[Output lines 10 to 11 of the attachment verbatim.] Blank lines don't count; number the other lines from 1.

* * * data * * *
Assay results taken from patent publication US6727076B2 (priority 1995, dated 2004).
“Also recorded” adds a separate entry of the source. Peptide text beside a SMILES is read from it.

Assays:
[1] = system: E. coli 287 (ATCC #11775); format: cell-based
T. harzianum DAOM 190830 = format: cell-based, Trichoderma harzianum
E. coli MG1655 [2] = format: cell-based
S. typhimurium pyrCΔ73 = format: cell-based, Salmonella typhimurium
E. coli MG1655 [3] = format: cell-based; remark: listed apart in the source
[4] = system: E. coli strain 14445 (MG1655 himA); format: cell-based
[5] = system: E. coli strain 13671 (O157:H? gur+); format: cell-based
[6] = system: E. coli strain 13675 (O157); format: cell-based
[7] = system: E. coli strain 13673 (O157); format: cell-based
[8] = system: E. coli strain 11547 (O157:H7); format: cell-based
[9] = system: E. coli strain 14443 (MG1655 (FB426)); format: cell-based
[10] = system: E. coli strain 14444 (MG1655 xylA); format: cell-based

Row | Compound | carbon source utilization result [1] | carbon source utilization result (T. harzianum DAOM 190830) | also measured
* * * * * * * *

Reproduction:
[5] = system: E. coli strain 13671 (O157:H? gur+); format: cell-based
[6] = system: E. coli strain 13675 (O157); format: cell-based